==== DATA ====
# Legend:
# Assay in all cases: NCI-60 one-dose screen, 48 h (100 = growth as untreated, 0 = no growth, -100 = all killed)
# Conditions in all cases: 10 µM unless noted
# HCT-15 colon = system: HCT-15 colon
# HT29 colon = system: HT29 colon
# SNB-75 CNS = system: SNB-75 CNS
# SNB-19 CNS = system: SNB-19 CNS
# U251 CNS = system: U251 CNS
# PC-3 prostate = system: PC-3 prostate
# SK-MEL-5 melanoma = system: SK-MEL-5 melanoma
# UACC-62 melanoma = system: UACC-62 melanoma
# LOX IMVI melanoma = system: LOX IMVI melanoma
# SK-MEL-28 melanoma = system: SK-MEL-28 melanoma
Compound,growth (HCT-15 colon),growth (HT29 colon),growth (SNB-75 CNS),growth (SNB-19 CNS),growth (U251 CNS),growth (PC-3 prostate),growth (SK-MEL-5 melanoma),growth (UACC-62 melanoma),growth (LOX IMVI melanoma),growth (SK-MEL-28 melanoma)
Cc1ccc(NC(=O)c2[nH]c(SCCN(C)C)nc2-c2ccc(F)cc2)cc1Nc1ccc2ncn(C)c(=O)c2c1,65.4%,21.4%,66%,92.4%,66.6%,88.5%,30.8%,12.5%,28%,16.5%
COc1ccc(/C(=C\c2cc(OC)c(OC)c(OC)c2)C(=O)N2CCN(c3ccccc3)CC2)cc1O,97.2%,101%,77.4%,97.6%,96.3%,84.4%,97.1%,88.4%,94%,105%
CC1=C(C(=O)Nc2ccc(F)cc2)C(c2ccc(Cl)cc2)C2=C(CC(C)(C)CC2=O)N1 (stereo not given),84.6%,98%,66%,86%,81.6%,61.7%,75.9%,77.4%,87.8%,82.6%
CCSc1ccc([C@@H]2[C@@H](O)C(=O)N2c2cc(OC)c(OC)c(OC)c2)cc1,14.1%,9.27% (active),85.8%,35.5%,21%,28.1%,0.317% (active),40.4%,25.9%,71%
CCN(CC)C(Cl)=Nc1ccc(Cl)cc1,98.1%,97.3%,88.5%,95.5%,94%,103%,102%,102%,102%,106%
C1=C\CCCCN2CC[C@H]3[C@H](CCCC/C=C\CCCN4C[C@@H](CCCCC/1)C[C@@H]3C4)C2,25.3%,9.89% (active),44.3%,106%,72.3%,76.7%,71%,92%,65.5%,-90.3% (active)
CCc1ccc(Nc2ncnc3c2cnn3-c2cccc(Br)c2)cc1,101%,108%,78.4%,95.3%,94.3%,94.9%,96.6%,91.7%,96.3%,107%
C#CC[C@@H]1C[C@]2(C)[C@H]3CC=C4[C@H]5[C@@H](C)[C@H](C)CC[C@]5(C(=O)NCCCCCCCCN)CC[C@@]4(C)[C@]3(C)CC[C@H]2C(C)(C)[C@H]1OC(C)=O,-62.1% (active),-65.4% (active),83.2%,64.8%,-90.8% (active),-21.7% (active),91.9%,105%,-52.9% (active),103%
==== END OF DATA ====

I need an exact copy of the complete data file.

# Legend:
# Assay in all cases: NCI-60 one-dose screen, 48 h (100 = growth as untreated, 0 = no growth, -100 = all killed)
# Conditions in all cases: 10 µM unless noted
# HCT-15 colon = system: HCT-15 colon
# HT29 colon = system: HT29 colon
# SNB-75 CNS = system: SNB-75 CNS
# SNB-19 CNS = system: SNB-19 CNS
# U251 CNS = system: U251 CNS
# PC-3 prostate = system: PC-3 prostate
# SK-MEL-5 melanoma = system: SK-MEL-5 melanoma
# UACC-62 melanoma = system: UACC-62 melanoma
# LOX IMVI melanoma = system: LOX IMVI melanoma
# SK-MEL-28 melanoma = system: SK-MEL-28 melanoma
Compound,growth (HCT-15 colon),growth (HT29 colon),growth (SNB-75 CNS),growth (SNB-19 CNS),growth (U251 CNS),growth (PC-3 prostate),growth (SK-MEL-5 melanoma),growth (UACC-62 melanoma),growth (LOX IMVI melanoma),growth (SK-MEL-28 melanoma)
Cc1ccc(NC(=O)c2[nH]c(SCCN(C)C)nc2-c2ccc(F)cc2)cc1Nc1ccc2ncn(C)c(=O)c2c1,65.4%,21.4%,66%,92.4%,66.6%,88.5%,30.8%,12.5%,28%,16.5%
COc1ccc(/C(=C\c2cc(OC)c(OC)c(OC)c2)C(=O)N2CCN(c3ccccc3)CC2)cc1O,97.2%,101%,77.4%,97.6%,96.3%,84.4%,97.1%,88.4%,94%,105%
CC1=C(C(=O)Nc2ccc(F)cc2)C(c2ccc(Cl)cc2)C2=C(CC(C)(C)CC2=O)N1 (stereo not given),84.6%,98%,66%,86%,81.6%,61.7%,75.9%,77.4%,87.8%,82.6%
CCSc1ccc([C@@H]2[C@@H](O)C(=O)N2c2cc(OC)c(OC)c(OC)c2)cc1,14.1%,9.27% (active),85.8%,35.5%,21%,28.1%,0.317% (active),40.4%,25.9%,71%
CCN(CC)C(Cl)=Nc1ccc(Cl)cc1,98.1%,97.3%,88.5%,95.5%,94%,103%,102%,102%,102%,106%
C1=C\CCCCN2CC[C@H]3[C@H](CCCC/C=C\CCCN4C[C@@H](CCCCC/1)C[C@@H]3C4)C2,25.3%,9.89% (active),44.3%,106%,72.3%,76.7%,71%,92%,65.5%,-90.3% (active)
CCc1ccc(Nc2ncnc3c2cnn3-c2cccc(Br)c2)cc1,101%,108%,78.4%,95.3%,94.3%,94.9%,96.6%,91.7%,96.3%,107%
C#CC[C@@H]1C[C@]2(C)[C@H]3CC=C4[C@H]5[C@@H](C)[C@H](C)CC[C@]5(C(=O)NCCCCCCCCN)CC[C@@]4(C)[C@]3(C)CC[C@H]2C(C)(C)[C@H]1OC(C)=O,-62.1% (active),-65.4% (active),83.2%,64.8%,-90.8% (active),-21.7% (active),91.9%,105%,-52.9% (active),103%